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Carney complex consists of spotty skin pigmentation in association with multiple neoplasias (mainly cardiac and endocrine tumors). The two types of Carney complex are type I and type II. Both types show the same clinical features.

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Myxoma-Spotty Pigmentation-Endocrine Overactivity; Carney Syndrome.

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Initially, the term NAME syndrome (acronym for nevi, atrial myxomas, myxoid neurofibroma, ephelides) was proposed for this condition. Later, the term LAMB syndrome (acronym for lentigines, atrial myxomas, mucocutaneous myxomas, blue nevi) was suggested. Both syndromes now are part of the Carney complex. The American physician J.A. Carney reviewed several of these cases in 1985 and suggested a common pathogenetic link between the clinical findings.

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In the United States, cardiac myxomas occur with a frequency of 5-10:10,000, of which approximately 7% are associated with Carney syndrome. The syndrome can present at any age and in either sex. No sexual predilection has been found.

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Autosomal dominant with variable penetrance. Because type I has been researched more thoroughly, we discuss this type here. It is caused by mutations of the PRKAR1A gene (protein kinase, c-AMP-dependent, regulatory, type I, alpha, also called tissue specific extinguisher 1), which is an important regulator of the serine-threonine kinase activity catalyzed by the protein kinase A holoenzyme, and has been mapped to 17q22-q24. The exact function of PRKAR1A in cell cycle regulation, growth, and/or proliferation in general and Carney complex syndrome in particular remains to be elucidated, but a function as a tumor suppressor gene has been discussed.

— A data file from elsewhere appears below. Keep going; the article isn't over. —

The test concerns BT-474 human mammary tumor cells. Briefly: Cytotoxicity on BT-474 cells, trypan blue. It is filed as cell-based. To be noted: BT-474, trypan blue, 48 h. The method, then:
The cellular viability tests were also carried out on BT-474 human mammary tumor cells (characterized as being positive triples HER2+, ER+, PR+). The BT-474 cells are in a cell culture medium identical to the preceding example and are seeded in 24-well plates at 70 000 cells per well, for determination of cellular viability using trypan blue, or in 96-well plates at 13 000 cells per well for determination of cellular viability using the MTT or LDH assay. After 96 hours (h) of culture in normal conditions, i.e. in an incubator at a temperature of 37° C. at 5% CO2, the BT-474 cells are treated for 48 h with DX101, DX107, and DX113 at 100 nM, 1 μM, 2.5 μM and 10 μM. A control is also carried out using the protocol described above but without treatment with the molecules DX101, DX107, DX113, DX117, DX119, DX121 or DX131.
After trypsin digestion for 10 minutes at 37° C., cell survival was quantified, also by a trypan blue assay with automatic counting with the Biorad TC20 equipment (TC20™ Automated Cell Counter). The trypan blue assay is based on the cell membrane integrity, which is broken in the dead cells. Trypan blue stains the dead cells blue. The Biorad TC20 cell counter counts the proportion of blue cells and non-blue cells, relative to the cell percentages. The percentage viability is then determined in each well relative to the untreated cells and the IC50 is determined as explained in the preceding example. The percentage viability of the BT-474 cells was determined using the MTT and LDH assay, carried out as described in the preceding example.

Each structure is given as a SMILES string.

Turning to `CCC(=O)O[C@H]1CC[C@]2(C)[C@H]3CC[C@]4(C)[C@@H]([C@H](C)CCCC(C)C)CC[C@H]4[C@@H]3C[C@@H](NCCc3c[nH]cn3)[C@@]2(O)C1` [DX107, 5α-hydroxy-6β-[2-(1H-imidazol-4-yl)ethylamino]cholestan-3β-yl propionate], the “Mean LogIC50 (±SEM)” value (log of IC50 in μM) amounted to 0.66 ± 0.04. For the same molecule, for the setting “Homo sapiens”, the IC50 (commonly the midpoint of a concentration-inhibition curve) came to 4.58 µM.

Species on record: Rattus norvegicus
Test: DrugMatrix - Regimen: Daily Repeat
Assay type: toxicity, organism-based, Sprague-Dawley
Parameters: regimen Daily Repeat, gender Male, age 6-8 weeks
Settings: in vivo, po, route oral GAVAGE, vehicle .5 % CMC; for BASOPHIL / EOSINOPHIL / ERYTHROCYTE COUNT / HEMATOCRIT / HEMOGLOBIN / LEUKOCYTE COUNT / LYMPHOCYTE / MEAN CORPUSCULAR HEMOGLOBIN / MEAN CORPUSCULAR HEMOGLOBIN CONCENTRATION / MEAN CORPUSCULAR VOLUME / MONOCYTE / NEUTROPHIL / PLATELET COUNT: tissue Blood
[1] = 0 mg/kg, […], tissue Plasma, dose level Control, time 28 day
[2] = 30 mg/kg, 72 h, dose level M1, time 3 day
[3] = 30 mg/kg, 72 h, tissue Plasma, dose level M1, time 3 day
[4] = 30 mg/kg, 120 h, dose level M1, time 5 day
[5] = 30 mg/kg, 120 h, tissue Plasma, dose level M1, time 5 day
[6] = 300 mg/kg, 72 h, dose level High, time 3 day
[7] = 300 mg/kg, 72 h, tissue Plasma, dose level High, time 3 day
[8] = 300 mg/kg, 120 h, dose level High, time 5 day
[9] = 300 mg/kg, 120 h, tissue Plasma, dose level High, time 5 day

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Cardiac myxomas, while histologically benign, may cause embolic phenomena, valvular obstruction, and heart failure. Myxomas are also found in the thyroid and adrenal glands, brain, breasts, and testes. Nonmyxomatous tumors, such as Sertoli cell tumors of the testis, pituitary adenomas, and psammomatous melanotic schwannomas, may occur. Primary pigmented nodular adrenocortical disease, a characteristic micronodular form of bilateral adrenal hyperplasia, causes a unique, inherited form of Cushing syndrome. Thyroid and pituitary dysfunction have been observed. Systemic symptoms may be caused by overproduction of the proinflammatory cytokine interleukin-6 by myxoma cells.

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Based on the clinical findings of pigmented skin lesions associated with neoplasias (particularly myxomas). The mean age at the time of diagnosis is 10 to 20 years.

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Skin manifestations include dark pigmented skin lesions (lentigines). Although they can be found anywhere on the body, they typically are located in the center of the face (i.e., periorally, perinasally, periorbitally, and in the sclerae). The finding of lentigines on the lips in association with a myxoma or an endocrine disorder/tumor should prompt further examinations to rule out Carney complex. Urogenital (vulvar) lentigines also are considered characteristic for this disorder. Cardiac myxomas may be solitary or multiple and can occur in any cardiac chamber, although almost 90% occur in one of the atria. The left atrium accounts for 80% of ...

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